Students raise funds to fight cancer at ‘Relay for Life’

April 27, 2018

Students gathered for “Relay for Life” on Saturday, an annual event featuring games, concerts and bake sales to raise money for the American Cancer Society. As of press time, Brandeis Relay for Life had fundraised $24,169.40. Held in the Gosman Athletic Center, the event lasted from Saturday, April 21 until Sunday, April 22.

A highlight of the night was the Luminaria ceremony, where students held glow sticks and walked around the track in remembrance of those lost to cancer, those who are currently fighting cancer and those who have beaten cancer.

At Relay for Life, teams could register to raise money for the American Cancer Society. Individual team members who raised $100 or more received a 2018 Relay for Life T-shirt. Top teams at Brandeis included the Brandeis women’s Frisbee team, Banshee, which raised $2,209 and Holliston High School, a local Massachusetts school.

At Relay, student musician and a cappella groups, including Company B and Proscenium, performed. Students could play a variety of games, purchase baked goods and participate in other fundraising events led by individual teams.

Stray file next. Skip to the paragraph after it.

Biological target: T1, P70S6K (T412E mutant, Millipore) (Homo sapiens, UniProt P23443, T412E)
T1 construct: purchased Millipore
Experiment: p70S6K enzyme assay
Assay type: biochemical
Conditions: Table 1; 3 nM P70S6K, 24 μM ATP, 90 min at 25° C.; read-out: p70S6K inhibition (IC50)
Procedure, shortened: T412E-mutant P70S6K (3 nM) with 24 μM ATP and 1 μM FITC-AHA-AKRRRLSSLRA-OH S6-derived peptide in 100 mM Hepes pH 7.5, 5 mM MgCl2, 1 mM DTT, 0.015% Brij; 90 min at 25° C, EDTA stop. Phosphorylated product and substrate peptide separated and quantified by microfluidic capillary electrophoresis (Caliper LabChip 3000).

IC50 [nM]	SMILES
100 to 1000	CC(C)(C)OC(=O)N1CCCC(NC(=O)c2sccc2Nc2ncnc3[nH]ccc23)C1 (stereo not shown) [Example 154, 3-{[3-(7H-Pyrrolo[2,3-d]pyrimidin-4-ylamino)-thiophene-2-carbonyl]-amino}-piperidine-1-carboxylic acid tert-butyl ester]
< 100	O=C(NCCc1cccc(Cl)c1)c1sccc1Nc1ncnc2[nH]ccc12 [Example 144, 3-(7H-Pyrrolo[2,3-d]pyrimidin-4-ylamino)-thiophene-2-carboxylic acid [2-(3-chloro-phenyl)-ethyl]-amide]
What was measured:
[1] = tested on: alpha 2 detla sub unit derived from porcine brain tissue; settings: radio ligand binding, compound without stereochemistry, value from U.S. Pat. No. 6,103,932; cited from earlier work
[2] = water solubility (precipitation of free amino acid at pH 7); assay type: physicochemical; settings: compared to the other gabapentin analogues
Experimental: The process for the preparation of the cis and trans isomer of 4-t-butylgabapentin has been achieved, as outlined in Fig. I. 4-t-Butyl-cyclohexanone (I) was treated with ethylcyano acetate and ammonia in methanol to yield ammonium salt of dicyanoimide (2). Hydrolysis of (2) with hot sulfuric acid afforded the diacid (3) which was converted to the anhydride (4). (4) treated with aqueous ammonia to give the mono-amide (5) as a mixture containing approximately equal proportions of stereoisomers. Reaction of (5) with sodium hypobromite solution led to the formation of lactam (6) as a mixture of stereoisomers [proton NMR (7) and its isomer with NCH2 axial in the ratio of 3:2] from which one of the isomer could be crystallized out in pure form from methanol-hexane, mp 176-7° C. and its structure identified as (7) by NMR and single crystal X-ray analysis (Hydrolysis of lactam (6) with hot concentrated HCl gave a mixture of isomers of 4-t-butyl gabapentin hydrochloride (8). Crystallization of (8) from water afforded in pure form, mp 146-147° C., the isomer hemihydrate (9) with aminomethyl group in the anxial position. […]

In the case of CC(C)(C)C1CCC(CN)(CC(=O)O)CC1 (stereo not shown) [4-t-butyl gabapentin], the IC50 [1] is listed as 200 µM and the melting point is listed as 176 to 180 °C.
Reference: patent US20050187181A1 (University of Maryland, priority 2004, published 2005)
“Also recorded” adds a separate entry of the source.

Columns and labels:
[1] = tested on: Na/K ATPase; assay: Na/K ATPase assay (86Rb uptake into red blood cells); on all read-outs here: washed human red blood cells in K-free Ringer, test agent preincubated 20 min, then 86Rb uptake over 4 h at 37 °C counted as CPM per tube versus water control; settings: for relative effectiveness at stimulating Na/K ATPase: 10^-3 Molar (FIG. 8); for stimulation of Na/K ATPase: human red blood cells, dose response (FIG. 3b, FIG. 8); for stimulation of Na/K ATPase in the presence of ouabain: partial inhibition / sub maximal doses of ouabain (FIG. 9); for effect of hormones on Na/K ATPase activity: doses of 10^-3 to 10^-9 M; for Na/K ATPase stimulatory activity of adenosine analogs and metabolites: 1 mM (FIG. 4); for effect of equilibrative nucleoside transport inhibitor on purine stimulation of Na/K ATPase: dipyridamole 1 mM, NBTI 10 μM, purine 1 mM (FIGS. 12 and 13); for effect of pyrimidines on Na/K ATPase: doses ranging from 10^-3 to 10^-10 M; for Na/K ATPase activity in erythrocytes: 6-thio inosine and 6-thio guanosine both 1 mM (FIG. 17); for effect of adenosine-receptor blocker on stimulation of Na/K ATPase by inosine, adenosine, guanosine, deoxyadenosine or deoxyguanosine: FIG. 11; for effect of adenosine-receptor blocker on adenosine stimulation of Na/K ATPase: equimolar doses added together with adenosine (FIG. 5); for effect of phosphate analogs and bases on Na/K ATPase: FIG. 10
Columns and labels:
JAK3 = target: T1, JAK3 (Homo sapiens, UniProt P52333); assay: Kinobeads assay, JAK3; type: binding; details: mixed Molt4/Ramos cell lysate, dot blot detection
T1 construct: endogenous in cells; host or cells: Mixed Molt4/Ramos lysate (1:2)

Two Relay organizers, Ilana Bauman ’19 and Brianna Silverman ’19, spoke about their experience with Relay.

“The Luminaria ceremony as a whole is always really meaningful to me,” said Bauman. She described how, after walking around the track with glow sticks, students put the lights in a giant white Luminaria bag near the center of Gosman to represent those lost to cancer. Students walked up in groups based on who they had lost—close family members, friends, grandparents or others.

“[A]fter we put the glow sticks in the bag … we can see the people they have lost in their lives and we … learn something about them, and then we come together,” said Bauman, “It’s almost like a family.”

Attendees also wrote messages on the bag about those they had lost to cancer or the reasons they participate in Relay.

Bauman and Silverman also spoke about the reason they participate in relay. Silverman’s father was diagnosed with cancer when she was six years old. “For me, Relay means really actively fighting back but also acknowledging that we’re fighting for a reason,” she said.

Planning and fundraising for Relay is ongoing throughout the academic year. According to the national Relay for Life webpage, the donations are “used to fund life-saving cancer research, patient support services, prevention and education information, and detection and treatment programs.”

Editors’ Note: A former version of this article attributed Bauman’s quotes incorrectly to Silverman, and vice versa. The article has been updated to fix this error.

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